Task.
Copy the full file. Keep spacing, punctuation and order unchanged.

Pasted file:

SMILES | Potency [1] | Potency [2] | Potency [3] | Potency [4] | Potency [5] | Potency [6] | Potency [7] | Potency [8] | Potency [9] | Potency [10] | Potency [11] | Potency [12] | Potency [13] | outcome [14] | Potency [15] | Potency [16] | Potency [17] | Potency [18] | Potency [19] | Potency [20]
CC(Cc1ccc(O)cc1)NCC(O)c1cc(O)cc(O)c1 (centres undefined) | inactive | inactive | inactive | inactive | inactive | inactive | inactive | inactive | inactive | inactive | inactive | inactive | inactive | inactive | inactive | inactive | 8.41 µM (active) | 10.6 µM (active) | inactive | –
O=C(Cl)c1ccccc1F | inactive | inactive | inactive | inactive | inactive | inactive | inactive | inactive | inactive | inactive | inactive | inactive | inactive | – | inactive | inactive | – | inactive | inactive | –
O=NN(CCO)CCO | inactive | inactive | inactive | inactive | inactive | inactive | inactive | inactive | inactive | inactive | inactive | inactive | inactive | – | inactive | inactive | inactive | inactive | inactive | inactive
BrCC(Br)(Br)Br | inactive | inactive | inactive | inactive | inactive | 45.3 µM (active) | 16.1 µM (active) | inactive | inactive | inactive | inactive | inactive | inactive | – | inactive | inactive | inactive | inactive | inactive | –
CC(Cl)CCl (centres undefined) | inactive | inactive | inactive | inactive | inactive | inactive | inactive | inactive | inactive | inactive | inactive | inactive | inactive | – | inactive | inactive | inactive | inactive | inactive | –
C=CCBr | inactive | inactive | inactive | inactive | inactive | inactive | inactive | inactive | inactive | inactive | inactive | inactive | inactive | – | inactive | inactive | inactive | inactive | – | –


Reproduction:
SMILES | Potency [1] | Potency [2] | Potency [3] | Potency [4] | Potency [5] | Potency [6] | Potency [7] | Potency [8] | Potency [9] | Potency [10] | Potency [11] | Potency [12] | Potency [13] | outcome [14] | Potency [15] | Potency [16] | Potency [17] | Potency [18] | Potency [19] | Potency [20]
CC(Cc1ccc(O)cc1)NCC(O)c1cc(O)cc(O)c1 (centres undefined) | inactive | inactive | inactive | inactive | inactive | inactive | inactive | inactive | inactive | inactive | inactive | inactive | inactive | inactive | inactive | inactive | 8.41 µM (active) | 10.6 µM (active) | inactive | –
O=C(Cl)c1ccccc1F | inactive | inactive | inactive | inactive | inactive | inactive | inactive | inactive | inactive | inactive | inactive | inactive | inactive | – | inactive | inactive | – | inactive | inactive | –
O=NN(CCO)CCO | inactive | inactive | inactive | inactive | inactive | inactive | inactive | inactive | inactive | inactive | inactive | inactive | inactive | – | inactive | inactive | inactive | inactive | inactive | inactive
BrCC(Br)(Br)Br | inactive | inactive | inactive | inactive | inactive | 45.3 µM (active) | 16.1 µM (active) | inactive | inactive | inactive | inactive | inactive | inactive | – | inactive | inactive | inactive | inactive | inactive | –
CC(Cl)CCl (centres undefined) | inactive | inactive | inactive | inactive | inactive | inactive | inactive | inactive | inactive | inactive | inactive | inactive | inactive | – | inactive | inactive | inactive | inactive | inactive | –
C=CCBr | inactive | inactive | inactive | inactive | inactive | inactive | inactive | inactive | inactive | inactive | inactive | inactive | inactive | – | inactive | inactive | inactive | inactive | – | –